Part 2: How to use Angular controllers and services

Complete Cordova App with Angular JS tutorial

In part 1 we set up Angular JS, build the views and route to navigate through pages with a menu. This part covers controllers and services to get data from a backend and show it on a page.

Angular Controllers

To show data from a backend in the view, we need to bind this data to the view, that’s what a controller does. Start with creating a file called ‘contact-controller.js’ and place this file in a new folder called ‘controllers’, which is to be placed in the ‘js/app’ folder, (created in part 1). Define a controller by calling Angular’s controller function on the angular.module:

Pass the name of our controller (‘ContactController’) as the first parameter. In this case we create a controller for the contact.html view. And a callback function is defined with a parameter $scope. The properties of this object becomes available in the view. We start with a static object ‘contactData’ on the scope, which later on will be received from a backend.

Include ‘contact-controller.js’ in ‘index.html’ (created in part 1).

Link the controller to the view

In route.js (created in part 1) we tell Angular it should use ‘ContactController’ when navigated to #/contact

Use Angular’s $scope object in the view

We have set up a controller and told Angular it’s scope should be used when routed to #/contact. We can now use the scope data in contact.html

Angular services

We can show data in the view, defined in a controller. But we do not want this data to be static. Instead we want to get this data from a server backend? We can do this by creating a service, that gets this data with AJAX.

Inside the js/app/ folder create a new folder called ‘services’ where we put all our services. Add a new file called ‘contact-service.js’ to the services/ folder. Like we did with creating a controller, we create a service by calling Angular’s factory function on the angular.module:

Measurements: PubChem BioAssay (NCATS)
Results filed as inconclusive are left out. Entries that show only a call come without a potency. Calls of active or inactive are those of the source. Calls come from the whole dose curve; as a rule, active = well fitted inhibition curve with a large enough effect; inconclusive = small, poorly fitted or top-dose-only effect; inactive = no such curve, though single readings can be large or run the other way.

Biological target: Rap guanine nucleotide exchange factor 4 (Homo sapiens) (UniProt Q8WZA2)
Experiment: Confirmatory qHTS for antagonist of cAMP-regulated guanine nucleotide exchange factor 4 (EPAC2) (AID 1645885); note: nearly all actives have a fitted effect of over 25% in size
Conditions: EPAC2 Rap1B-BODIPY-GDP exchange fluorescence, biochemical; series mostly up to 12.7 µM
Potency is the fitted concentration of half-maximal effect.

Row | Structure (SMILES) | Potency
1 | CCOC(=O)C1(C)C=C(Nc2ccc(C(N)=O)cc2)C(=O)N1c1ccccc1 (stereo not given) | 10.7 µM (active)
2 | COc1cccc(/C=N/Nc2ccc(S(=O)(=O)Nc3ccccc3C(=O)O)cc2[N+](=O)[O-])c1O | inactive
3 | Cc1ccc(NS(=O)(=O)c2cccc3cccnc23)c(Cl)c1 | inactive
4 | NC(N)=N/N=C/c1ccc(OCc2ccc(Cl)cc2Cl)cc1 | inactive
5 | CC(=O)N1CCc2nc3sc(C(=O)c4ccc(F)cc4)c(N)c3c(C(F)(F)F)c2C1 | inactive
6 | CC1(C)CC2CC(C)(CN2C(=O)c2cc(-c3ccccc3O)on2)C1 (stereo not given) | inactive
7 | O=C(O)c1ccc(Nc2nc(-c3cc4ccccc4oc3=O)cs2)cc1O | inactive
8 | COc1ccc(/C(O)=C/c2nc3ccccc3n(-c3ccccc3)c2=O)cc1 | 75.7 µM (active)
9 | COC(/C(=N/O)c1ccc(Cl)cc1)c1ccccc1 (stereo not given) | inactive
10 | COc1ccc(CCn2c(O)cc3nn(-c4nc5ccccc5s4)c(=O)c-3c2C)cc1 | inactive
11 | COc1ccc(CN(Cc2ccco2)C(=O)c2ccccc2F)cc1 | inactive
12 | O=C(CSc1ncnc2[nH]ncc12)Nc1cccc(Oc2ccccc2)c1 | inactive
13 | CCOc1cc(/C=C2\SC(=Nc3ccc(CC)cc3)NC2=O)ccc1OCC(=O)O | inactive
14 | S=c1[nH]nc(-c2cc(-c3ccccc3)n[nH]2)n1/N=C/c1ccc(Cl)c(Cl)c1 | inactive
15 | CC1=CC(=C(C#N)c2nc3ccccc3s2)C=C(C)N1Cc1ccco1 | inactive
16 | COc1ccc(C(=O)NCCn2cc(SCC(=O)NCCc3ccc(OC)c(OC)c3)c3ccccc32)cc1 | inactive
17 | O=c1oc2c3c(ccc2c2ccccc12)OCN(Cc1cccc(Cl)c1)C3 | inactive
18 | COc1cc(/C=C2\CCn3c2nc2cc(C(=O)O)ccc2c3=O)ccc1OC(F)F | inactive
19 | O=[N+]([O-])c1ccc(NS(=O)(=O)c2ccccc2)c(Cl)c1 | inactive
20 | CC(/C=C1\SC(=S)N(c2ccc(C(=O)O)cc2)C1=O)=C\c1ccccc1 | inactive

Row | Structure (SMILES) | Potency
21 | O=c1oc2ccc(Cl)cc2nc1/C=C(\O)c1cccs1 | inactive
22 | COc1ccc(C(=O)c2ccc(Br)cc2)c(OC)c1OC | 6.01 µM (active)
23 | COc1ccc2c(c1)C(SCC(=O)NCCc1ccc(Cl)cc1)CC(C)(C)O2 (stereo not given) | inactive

Pass the name of the service, ‘ContactService’, as first parameter. Followed by a callback function with 2 Angular services injected, $q and $http. $q is needed for handling asynchronous results with Promises and $http is used to make an ajax call. The factory callback function returns an object with function named ‘get’. This object can be extended with whatever function is needed to get and return data from or post or put data to a server, local storage or even locally stored values.

The get function declares a Promise by $q.defer(). And returns deferred.promise. It makes an asynchronous request by $http.get() and once the server responds, the result is passed through the resolve() or reject() function. Further explanation on Promises and AJAX calls are beyond this tutorial. More information on $q and $http can be found in the Angular JS documentation. For now it is enough to understand that this service returns an object with a function ‘get’, that gets data from an external file we will create later and call ‘contact-mocked-data.json’.

After creating the ‘contact-service.js’ file we have to include it in index.html

Create mock data

Create a folder called mock-data in the root folder, the same as where the file ‘index.html’ and the folders ‘js/’ and ‘partials/’ are. Add a file called ‘contact-mock-data.json’ to the new mock-data folder. Add the data defined in the ‘ContactController’ to this new ‘contact-mock-data.json’ file. Make sure the format is valid JSON by adding double quotes to the keys and replace single quotes by double quotes where needed.

This content can now be requested by the service function that we are going to invoke inside the ‘ContactController’.

Use the service inside the controller

We have a service that contains a function that can be called to get some data. We have a controller that shows data in a view. It is now time to use the service in the controller and replace the static scope data by the result from the service.

The controller callback is now replaced by an array, [], with as last item the callback function. The first 2 parameters represent the injections of the $scope object and ContactService. This way the callback is passed two instances of these injections.

The static data we defined before as $scope.contactData is now replaced by calling the get() function of an instance of the ContactService. When the request is being resolved, the result is put on $scope as the contactData.

Navigating to #/contact will now show the contact data requested by the service. Make some changes in the mock-data/contact-mock-data.json file and refresh #/contact to see the changes.

Result, so far…

We have an Angular JS app, with a menu with which we can navigate (route) to 3 different pages.

And we can now get data with AJAX from a server backend and show this in a page.

What’s left to do:

  • Use Cordova to create an app for Android and iOS

« Part 1: How to setup Angular
Part 3: How to setup an environment for Cordova »

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